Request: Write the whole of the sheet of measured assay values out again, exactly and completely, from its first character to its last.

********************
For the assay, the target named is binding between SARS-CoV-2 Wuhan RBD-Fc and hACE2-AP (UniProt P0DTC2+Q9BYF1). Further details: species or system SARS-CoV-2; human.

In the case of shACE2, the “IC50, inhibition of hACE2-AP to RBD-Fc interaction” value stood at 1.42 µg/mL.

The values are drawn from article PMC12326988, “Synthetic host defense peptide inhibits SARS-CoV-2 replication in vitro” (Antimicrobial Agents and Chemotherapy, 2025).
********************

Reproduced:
For the assay, the target named is binding between SARS-CoV-2 Wuhan RBD-Fc and hACE2-AP (UniProt P0DTC2+Q9BYF1). Further details: species or system SARS-CoV-2; human.

In the case of shACE2, the “IC50, inhibition of hACE2-AP to RBD-Fc interaction” value stood at 1.42 µg/mL.

The values are drawn from article PMC12326988, “Synthetic host defense peptide inhibits SARS-CoV-2 replication in vitro” (Antimicrobial Agents and Chemotherapy, 2025).